Film Details

Also Known As
Prisoners of Hope
Release Date
Jan 1944
Premiere Information
New York opening: 22 Nov 1944
Production Company
Paramount Pictures, Inc.
Distribution Company
Paramount Pictures, Inc.
Country
United States
Screenplay Information
Based on the novel And Now Tomorrow by Rachel Field (London, 1942).

Technical Specs

Duration
1h 25m
Sound
Mono
Color
Black and White
Theatrical Aspect Ratio
1.37 : 1
Film Length
7,963ft (9 reels)

Articles

Doris Dowling (1923-2004)


Doris Dowling, the sultry actress who made a memorable film debut as the saloon hooker in Billy Wilder's The Lost Weekend died on June 18 in Los Angeles of natural causes. She was 81.

Doris Dowling was born on May 15, 1923 in Detroit, Michigan. She showed an interest in acting at a young age, and after a few years of stage work in the Midwest, she joined her older sister, the leading lady Constance Dowling, in Hollywood. Paramount soon took notice of the sultry brunette with the soulful expression and husky voice, and promptly signed her to a contract.

She made a stunning film debut as Gloria, the hooker who befriends Ray Milland at a bar, becoming his good-humored confidante in The Lost Weekend (1945); she followed that up in the overlooked, film noir gem, The Blue Dahlia (1946), playing Alan Ladd's shrewish wife before being killed by a mystery killer in the first reel. She made another noir thriller, the forgettable, The Crimson Key (1947), playing, once again, an unsympathetic part before heading off to Europe. Once there, Italian director Giuseppe de Santis used her effectively in Bitter Rice (1948), arguably her best performance as the jewelry thief hiding among women rice workers in Northern Italy; another notable role was as Bianca in Orson Welles' French production of Othello (1951).

She returned to Hollywood in the late '50s, and spent the next three decades doing television work: Bonanza, Perry Mason, Alfred Hitchcock Presents, Barnaby Jones, and The Streets of San Francisco, just to name a few. She retired quietly from acting by the early '80s. She was briefly married to bandleader Artie Shaw (1952-56), and is survived by her son through that marriage, Jonathan; and her husband of 44 years, Leonard Kaufman.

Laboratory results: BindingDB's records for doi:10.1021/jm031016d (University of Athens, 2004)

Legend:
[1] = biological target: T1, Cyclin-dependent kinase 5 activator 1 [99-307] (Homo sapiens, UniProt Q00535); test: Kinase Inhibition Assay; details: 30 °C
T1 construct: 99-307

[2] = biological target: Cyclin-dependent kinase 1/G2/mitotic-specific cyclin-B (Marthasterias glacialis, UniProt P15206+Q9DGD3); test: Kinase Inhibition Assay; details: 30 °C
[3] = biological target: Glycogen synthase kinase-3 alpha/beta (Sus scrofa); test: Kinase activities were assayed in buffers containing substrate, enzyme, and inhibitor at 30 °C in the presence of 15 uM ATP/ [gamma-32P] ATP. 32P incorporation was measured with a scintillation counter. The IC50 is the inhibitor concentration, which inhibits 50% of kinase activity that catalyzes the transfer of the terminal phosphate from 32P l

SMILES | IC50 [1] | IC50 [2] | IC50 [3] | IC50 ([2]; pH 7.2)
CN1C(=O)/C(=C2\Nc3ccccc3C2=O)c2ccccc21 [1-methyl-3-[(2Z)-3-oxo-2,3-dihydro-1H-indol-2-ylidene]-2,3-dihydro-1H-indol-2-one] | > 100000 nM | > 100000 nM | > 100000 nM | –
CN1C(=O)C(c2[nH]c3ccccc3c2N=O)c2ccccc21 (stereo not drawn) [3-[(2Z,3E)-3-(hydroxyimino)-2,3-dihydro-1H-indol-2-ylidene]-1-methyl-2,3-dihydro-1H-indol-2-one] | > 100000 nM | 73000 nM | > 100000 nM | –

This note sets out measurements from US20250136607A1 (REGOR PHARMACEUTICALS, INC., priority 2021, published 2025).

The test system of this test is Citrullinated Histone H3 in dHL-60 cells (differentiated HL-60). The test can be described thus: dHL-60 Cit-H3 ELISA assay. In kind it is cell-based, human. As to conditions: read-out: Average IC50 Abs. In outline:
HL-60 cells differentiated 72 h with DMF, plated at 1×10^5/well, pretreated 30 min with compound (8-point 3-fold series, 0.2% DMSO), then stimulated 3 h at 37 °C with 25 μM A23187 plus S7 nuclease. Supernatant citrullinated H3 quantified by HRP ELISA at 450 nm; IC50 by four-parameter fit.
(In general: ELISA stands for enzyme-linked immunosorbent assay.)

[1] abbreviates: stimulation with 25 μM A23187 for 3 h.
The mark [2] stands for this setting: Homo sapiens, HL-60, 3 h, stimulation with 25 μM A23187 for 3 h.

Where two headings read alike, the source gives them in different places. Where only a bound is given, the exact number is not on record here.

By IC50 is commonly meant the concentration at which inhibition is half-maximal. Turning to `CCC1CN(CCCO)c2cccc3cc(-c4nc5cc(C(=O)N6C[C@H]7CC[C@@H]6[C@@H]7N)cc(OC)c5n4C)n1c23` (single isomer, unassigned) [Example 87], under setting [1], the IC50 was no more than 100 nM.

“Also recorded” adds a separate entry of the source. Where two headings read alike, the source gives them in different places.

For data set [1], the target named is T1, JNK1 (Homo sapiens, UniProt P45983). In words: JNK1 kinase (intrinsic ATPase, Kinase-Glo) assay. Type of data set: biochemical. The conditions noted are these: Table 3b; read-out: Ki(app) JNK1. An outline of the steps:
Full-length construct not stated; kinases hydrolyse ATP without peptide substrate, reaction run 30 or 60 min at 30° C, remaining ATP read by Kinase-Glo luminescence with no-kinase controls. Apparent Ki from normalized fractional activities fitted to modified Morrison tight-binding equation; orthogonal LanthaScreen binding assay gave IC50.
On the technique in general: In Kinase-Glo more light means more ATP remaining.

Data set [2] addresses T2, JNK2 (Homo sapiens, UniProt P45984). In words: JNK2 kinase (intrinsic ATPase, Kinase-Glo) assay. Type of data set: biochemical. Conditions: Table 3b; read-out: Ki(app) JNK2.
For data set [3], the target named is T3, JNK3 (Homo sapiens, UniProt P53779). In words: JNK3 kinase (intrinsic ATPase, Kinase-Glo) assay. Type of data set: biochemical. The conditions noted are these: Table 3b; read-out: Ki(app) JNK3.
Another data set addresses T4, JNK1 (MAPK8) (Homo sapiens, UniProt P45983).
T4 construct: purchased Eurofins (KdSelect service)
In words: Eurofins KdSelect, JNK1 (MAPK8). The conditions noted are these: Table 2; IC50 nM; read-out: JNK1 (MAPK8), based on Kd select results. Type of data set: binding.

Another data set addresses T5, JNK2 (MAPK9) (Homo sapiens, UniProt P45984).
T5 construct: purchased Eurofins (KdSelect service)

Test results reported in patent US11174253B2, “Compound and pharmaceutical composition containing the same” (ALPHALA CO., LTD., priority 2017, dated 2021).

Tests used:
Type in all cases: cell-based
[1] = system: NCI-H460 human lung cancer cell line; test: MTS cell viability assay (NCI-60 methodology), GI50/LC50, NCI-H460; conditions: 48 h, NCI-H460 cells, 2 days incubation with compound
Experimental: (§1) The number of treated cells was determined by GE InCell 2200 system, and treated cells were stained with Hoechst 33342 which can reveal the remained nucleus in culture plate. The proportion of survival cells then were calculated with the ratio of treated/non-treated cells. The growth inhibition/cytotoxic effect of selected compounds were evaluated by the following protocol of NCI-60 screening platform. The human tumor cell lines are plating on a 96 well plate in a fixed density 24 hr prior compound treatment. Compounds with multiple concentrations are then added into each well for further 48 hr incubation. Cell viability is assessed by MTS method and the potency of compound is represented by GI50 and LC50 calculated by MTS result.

by Michael T. Toole
Doris Dowling (1923-2004)

Doris Dowling (1923-2004)

Doris Dowling, the sultry actress who made a memorable film debut as the saloon hooker in Billy Wilder's The Lost Weekend died on June 18 in Los Angeles of natural causes. She was 81. Doris Dowling was born on May 15, 1923 in Detroit, Michigan. She showed an interest in acting at a young age, and after a few years of stage work in the Midwest, she joined her older sister, the leading lady Constance Dowling, in Hollywood. Paramount soon took notice of the sultry brunette with the soulful expression and husky voice, and promptly signed her to a contract. She made a stunning film debut as Gloria, the hooker who befriends Ray Milland at a bar, becoming his good-humored confidante in The Lost Weekend (1945); she followed that up in the overlooked, film noir gem, The Blue Dahlia (1946), playing Alan Ladd's shrewish wife before being killed by a mystery killer in the first reel. She made another noir thriller, the forgettable, The Crimson Key (1947), playing, once again, an unsympathetic part before heading off to Europe. Once there, Italian director Giuseppe de Santis used her effectively in Bitter Rice (1948), arguably her best performance as the jewelry thief hiding among women rice workers in Northern Italy; another notable role was as Bianca in Orson Welles' French production of Othello (1951). She returned to Hollywood in the late '50s, and spent the next three decades doing television work: Bonanza, Perry Mason, Alfred Hitchcock Presents, Barnaby Jones, and The Streets of San Francisco, just to name a few. She retired quietly from acting by the early '80s. She was briefly married to bandleader Artie Shaw (1952-56), and is survived by her son through that marriage, Jonathan; and her husband of 44 years, Leonard Kaufman. by Michael T. Toole

Quotes

Trivia

Notes

The working title of this film was Prisoners of Hope. Hollywood Reporter news items report the following information about the production: Joel McCrea and Franchot Tone were initially slated for the role of "Merek Vance," and Veronica Lake was considered for the role of "Janice Blair." This marked Alan Ladd's first film appearance following his discharge from the U.S. Army and the film debut of actress Doris Dowling (1923-2004). Olivia De Havilland starred with John Lund in a Lux Radio Theatre broadcast of the story on June 10, 1946.